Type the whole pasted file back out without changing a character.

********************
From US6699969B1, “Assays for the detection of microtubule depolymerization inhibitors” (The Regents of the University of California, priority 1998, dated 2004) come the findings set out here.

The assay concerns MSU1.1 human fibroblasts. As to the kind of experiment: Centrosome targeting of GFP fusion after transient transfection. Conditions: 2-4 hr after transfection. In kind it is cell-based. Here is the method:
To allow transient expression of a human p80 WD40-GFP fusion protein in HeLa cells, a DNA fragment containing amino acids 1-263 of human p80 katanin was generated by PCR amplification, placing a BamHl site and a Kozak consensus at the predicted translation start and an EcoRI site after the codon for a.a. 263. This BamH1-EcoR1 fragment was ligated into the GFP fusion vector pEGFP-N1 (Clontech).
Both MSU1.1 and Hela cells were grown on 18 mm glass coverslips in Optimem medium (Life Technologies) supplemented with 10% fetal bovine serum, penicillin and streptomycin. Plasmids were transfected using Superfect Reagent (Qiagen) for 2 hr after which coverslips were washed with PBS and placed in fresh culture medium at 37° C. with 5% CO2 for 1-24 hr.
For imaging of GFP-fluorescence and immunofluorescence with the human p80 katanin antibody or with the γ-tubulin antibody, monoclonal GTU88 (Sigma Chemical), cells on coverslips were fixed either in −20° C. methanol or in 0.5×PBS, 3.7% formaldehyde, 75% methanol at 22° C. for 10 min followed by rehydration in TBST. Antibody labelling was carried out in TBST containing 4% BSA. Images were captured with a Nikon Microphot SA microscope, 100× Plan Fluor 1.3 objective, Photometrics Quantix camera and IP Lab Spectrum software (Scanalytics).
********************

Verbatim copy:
From US6699969B1, “Assays for the detection of microtubule depolymerization inhibitors” (The Regents of the University of California, priority 1998, dated 2004) come the findings set out here.

The assay concerns MSU1.1 human fibroblasts. As to the kind of experiment: Centrosome targeting of GFP fusion after transient transfection. Conditions: 2-4 hr after transfection. In kind it is cell-based. Here is the method:
To allow transient expression of a human p80 WD40-GFP fusion protein in HeLa cells, a DNA fragment containing amino acids 1-263 of human p80 katanin was generated by PCR amplification, placing a BamHl site and a Kozak consensus at the predicted translation start and an EcoRI site after the codon for a.a. 263. This BamH1-EcoR1 fragment was ligated into the GFP fusion vector pEGFP-N1 (Clontech).
Both MSU1.1 and Hela cells were grown on 18 mm glass coverslips in Optimem medium (Life Technologies) supplemented with 10% fetal bovine serum, penicillin and streptomycin. Plasmids were transfected using Superfect Reagent (Qiagen) for 2 hr after which coverslips were washed with PBS and placed in fresh culture medium at 37° C. with 5% CO2 for 1-24 hr.
For imaging of GFP-fluorescence and immunofluorescence with the human p80 katanin antibody or with the γ-tubulin antibody, monoclonal GTU88 (Sigma Chemical), cells on coverslips were fixed either in −20° C. methanol or in 0.5×PBS, 3.7% formaldehyde, 75% methanol at 22° C. for 10 min followed by rehydration in TBST. Antibody labelling was carried out in TBST containing 4% BSA. Images were captured with a Nikon Microphot SA microscope, 100× Plan Fluor 1.3 objective, Photometrics Quantix camera and IP Lab Spectrum software (Scanalytics).